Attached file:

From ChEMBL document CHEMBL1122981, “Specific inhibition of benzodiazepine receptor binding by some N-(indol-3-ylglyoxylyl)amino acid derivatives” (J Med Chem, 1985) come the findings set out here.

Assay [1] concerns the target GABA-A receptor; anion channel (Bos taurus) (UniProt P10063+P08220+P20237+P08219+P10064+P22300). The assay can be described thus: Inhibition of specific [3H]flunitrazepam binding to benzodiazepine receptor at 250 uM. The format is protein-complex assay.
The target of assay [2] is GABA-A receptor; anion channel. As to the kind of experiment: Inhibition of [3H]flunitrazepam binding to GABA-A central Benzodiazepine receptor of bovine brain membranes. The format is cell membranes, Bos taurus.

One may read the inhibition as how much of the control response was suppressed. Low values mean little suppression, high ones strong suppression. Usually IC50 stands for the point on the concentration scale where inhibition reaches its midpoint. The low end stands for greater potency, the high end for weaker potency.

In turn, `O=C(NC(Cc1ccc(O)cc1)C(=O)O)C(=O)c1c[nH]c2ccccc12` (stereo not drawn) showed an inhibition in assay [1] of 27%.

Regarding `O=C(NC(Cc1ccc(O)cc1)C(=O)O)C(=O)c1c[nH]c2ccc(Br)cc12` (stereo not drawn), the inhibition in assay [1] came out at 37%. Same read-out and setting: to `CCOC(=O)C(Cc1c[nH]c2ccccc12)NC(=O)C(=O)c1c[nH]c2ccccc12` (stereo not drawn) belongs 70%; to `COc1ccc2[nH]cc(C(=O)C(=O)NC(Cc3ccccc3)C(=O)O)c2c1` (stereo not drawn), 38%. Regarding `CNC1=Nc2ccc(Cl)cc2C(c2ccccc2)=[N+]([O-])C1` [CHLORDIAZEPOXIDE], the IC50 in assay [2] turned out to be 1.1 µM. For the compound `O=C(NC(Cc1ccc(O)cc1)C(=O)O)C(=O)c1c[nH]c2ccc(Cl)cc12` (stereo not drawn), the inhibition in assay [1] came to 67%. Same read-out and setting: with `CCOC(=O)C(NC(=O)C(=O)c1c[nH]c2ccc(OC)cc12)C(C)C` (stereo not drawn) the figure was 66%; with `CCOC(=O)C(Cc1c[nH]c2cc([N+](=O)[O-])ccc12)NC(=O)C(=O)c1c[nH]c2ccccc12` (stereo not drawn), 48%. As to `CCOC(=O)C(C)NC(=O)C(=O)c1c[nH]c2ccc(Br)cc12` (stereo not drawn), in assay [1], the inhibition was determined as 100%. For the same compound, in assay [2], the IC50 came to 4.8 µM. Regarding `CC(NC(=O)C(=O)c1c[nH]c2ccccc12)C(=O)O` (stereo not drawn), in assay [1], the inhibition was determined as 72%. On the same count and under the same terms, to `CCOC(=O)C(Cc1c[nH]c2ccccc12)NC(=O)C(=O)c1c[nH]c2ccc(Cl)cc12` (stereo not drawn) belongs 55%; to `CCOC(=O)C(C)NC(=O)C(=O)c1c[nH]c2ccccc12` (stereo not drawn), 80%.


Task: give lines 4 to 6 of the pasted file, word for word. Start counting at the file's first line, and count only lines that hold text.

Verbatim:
One may read the inhibition as how much of the control response was suppressed. Low values mean little suppression, high ones strong suppression. Usually IC50 stands for the point on the concentration scale where inhibition reaches its midpoint. The low end stands for greater potency, the high end for weaker potency.

In turn, `O=C(NC(Cc1ccc(O)cc1)C(=O)O)C(=O)c1c[nH]c2ccccc12` (stereo not drawn) showed an inhibition in assay [1] of 27%.

Regarding `O=C(NC(Cc1ccc(O)cc1)C(=O)O)C(=O)c1c[nH]c2ccc(Br)cc12` (stereo not drawn), the inhibition in assay [1] came out at 37%. Same read-out and setting: to `CCOC(=O)C(Cc1c[nH]c2ccccc12)NC(=O)C(=O)c1c[nH]c2ccccc12` (stereo not drawn) belongs 70%; to `COc1ccc2[nH]cc(C(=O)C(=O)NC(Cc3ccccc3)C(=O)O)c2c1` (stereo not drawn), 38%. Regarding `CNC1=Nc2ccc(Cl)cc2C(c2ccccc2)=[N+]([O-])C1` [CHLORDIAZEPOXIDE], the IC50 in assay [2] turned out to be 1.1 µM. For the compound `O=C(NC(Cc1ccc(O)cc1)C(=O)O)C(=O)c1c[nH]c2ccc(Cl)cc12` (stereo not drawn), the inhibition in assay [1] came to 67%. Same read-out and setting: with `CCOC(=O)C(NC(=O)C(=O)c1c[nH]c2ccc(OC)cc12)C(C)C` (stereo not drawn) the figure was 66%; with `CCOC(=O)C(Cc1c[nH]c2cc([N+](=O)[O-])ccc12)NC(=O)C(=O)c1c[nH]c2ccccc12` (stereo not drawn), 48%. As to `CCOC(=O)C(C)NC(=O)C(=O)c1c[nH]c2ccc(Br)cc12` (stereo not drawn), in assay [1], the inhibition was determined as 100%. For the same compound, in assay [2], the IC50 came to 4.8 µM. Regarding `CC(NC(=O)C(=O)c1c[nH]c2ccccc12)C(=O)O` (stereo not drawn), in assay [1], the inhibition was determined as 72%. On the same count and under the same terms, to `CCOC(=O)C(Cc1c[nH]c2ccccc12)NC(=O)C(=O)c1c[nH]c2ccc(Cl)cc12` (stereo not drawn) belongs 55%; to `CCOC(=O)C(C)NC(=O)C(=O)c1c[nH]c2ccccc12` (stereo not drawn), 80%.